Wednesday, May 08, 2013

Mindsploitation -- Now That's the Way to Do It

Laura Runge, an English professor at the University of Southern Flordia, tweeted a link to info on Mindsploitation, a book by television comedy writer Vernon Chatman, a comedy writer. I bought a copy ( because it touches on an issue I frequently do faculty workshops around -- plagiarism and cheating. But I really bought it because it looks to be a fun read.

Here's what the book, along with its full title, is about:
Mindsploitation: Asinine Assignments for the Online Homework Cheating Industry
There are hundreds of online companies that will do your homework for you – at a price. But will they write ANY essay you request? Only the WORST of these horrible companies were employed in the composition of Mindsploitation. A GREAT DEAL of money was wasted ACROSS THE GLOBE to commission what may be the dumbest collection of ridiculous assignments in HUMAN HISTORY.

What does it say about our society that we can buy a quick custom eulogy for our grandmother, or pay to have a love poem for a mistress prepared by a stranger at the click of a button? How entitled is a culture that keeps these services afloat? Mindsploitation uses such questions as a launching pad for wildly entertaining comedic exchanges. The 50 assignments in this book hilariously explore self-help, spirituality, family, health, diet, pop culture, love, and more.

I haven't read the book yet, but just based on the description above, I'd be tempted to assign it in a writing course if I were currently teaching. It reminds of Don Novello's The Lazlo Letters (The Lazlo Letters by Don Novello | 9781563052859 | Paperback | Barnes & Noble ); in that, Novello, playing a character named Lazlo Toth, who sent off-beat letters to politicians and other leaders which resulted in funny exchanges, a kind of literary version of what Ali G went on to do less inventively. Mindsploitation seems a work in that vein, one that exposes some absurdities and creates a few of its own along the way.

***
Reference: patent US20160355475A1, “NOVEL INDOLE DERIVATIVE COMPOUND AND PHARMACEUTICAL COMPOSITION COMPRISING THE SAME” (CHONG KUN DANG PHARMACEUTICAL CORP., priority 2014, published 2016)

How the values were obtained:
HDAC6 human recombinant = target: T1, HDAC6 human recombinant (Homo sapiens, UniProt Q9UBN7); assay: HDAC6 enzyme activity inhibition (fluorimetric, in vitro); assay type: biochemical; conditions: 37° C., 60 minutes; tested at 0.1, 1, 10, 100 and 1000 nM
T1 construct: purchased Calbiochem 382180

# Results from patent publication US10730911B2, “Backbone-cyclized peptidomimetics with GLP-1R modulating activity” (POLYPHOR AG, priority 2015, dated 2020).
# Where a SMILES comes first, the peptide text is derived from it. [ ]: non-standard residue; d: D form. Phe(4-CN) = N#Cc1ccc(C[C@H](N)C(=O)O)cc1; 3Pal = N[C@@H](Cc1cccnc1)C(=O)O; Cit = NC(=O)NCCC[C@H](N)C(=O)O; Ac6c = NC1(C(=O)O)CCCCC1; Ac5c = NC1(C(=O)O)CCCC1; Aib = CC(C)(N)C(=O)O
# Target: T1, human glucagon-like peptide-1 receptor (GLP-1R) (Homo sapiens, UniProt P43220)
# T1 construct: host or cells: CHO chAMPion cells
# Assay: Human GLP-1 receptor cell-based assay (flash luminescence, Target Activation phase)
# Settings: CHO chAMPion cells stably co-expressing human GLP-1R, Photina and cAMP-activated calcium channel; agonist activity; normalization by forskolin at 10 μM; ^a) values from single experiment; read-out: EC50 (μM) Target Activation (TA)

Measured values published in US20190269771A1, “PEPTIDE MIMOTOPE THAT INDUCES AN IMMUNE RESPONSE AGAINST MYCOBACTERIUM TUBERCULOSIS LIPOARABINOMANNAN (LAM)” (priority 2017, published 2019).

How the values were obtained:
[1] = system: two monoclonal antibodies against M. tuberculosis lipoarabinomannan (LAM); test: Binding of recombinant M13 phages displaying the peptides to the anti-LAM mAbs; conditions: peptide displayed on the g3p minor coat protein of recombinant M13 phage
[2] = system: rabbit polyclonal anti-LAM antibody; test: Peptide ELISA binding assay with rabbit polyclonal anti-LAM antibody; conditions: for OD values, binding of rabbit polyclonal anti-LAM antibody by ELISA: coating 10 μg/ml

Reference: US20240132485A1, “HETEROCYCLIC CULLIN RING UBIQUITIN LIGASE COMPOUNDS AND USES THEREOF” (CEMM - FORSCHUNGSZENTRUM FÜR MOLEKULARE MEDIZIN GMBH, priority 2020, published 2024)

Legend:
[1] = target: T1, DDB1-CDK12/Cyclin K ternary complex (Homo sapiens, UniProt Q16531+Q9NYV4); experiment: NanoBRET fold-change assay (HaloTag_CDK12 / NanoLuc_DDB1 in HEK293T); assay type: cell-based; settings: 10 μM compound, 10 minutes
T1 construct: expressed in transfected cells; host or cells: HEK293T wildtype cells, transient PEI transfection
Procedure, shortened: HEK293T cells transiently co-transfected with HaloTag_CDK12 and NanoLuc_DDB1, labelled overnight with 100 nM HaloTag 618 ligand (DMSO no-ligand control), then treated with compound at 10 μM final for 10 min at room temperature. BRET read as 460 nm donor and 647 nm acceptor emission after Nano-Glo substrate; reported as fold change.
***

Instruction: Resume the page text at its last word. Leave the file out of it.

I wish textbook publishing had room for books or digital learning projects that could do more with humor, could teach with a lighter touch. An outlying instructor here or there pulls that off, but by and large, most professors eschew humor from their pedagogy, and so making a book which relies on it simply isn't practical. Too much self-seriousness in teaching.

That said, I wonder how it would work to use a professional writing cheat to do some of the writing the job requires. If you were try that, engage a writer to something you're asked to do, what's the most asinine assignment, based on the kind of writing you do for work, that you could imagine?

To help imagine the kind of thing Chatman did, here's a sample request he made for a commissioned school assignment:
My midterm thesis essay paper is an exploration of Alternate Endings To Great Works of Literature. All I need from you is to come up with some Alternate endings to some Great works of literature … Provide a new ending to Catcher In The Rye where Holden Caulfield turns into a crawfish and goes into some kind of retail business.

Here's a Dilbertesque work assignment of the kind I mean:

My editorial team has been asked to provide use cases on nontraditional teachers for programmers at an educational software vendor coding a product for us. Can you write use cases for the following potential teachers?: the odd lady at the bus station with the sign on her neck about end times who follows families around trying to get the children to get the parents to get outta Sodom, Sodom being, in her mind, the bus station;  the loud guy in the business suit and bluetooth cell headset at the airport bar whose dropping names and instructing someone somewhere to buy, buy, buy, or sell, sell, sell, the guy whose voice gets louder, back gets straighter, and stomach gets sucked-trimmer every time any woman even looks at the stool next to him, which stool remarkably stays as empty as a handicapped driver parking space in a crowded parking lot during a torrential rain.

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